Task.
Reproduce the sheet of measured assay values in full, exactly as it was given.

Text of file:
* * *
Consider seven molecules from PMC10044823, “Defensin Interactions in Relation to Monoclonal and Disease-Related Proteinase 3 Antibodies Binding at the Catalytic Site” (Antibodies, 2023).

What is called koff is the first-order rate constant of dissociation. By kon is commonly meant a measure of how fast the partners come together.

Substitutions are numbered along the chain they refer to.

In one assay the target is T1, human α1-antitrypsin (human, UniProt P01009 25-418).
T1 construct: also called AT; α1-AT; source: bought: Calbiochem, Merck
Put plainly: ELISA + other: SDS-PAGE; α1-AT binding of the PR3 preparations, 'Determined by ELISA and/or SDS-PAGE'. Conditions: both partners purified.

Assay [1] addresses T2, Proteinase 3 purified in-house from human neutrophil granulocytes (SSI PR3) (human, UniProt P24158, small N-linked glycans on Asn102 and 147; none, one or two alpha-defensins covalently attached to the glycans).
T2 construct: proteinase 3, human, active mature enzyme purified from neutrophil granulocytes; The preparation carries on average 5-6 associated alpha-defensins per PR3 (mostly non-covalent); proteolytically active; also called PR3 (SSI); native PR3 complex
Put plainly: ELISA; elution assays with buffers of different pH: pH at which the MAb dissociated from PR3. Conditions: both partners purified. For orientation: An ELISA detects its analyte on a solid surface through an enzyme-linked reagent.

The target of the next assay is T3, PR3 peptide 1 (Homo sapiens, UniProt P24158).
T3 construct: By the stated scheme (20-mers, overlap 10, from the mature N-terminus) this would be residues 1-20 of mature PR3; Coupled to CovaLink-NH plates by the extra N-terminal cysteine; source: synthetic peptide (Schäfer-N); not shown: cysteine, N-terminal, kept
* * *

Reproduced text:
Consider seven molecules from PMC10044823, “Defensin Interactions in Relation to Monoclonal and Disease-Related Proteinase 3 Antibodies Binding at the Catalytic Site” (Antibodies, 2023).

What is called koff is the first-order rate constant of dissociation. By kon is commonly meant a measure of how fast the partners come together.

Substitutions are numbered along the chain they refer to.

In one assay the target is T1, human α1-antitrypsin (human, UniProt P01009 25-418).
T1 construct: also called AT; α1-AT; source: bought: Calbiochem, Merck
Put plainly: ELISA + other: SDS-PAGE; α1-AT binding of the PR3 preparations, 'Determined by ELISA and/or SDS-PAGE'. Conditions: both partners purified.

Assay [1] addresses T2, Proteinase 3 purified in-house from human neutrophil granulocytes (SSI PR3) (human, UniProt P24158, small N-linked glycans on Asn102 and 147; none, one or two alpha-defensins covalently attached to the glycans).
T2 construct: proteinase 3, human, active mature enzyme purified from neutrophil granulocytes; The preparation carries on average 5-6 associated alpha-defensins per PR3 (mostly non-covalent); proteolytically active; also called PR3 (SSI); native PR3 complex
Put plainly: ELISA; elution assays with buffers of different pH: pH at which the MAb dissociated from PR3. Conditions: both partners purified. For orientation: An ELISA detects its analyte on a solid surface through an enzyme-linked reagent.

The target of the next assay is T3, PR3 peptide 1 (Homo sapiens, UniProt P24158).
T3 construct: By the stated scheme (20-mers, overlap 10, from the mature N-terminus) this would be residues 1-20 of mature PR3; Coupled to CovaLink-NH plates by the extra N-terminal cysteine; source: synthetic peptide (Schäfer-N); not shown: cysteine, N-terminal, kept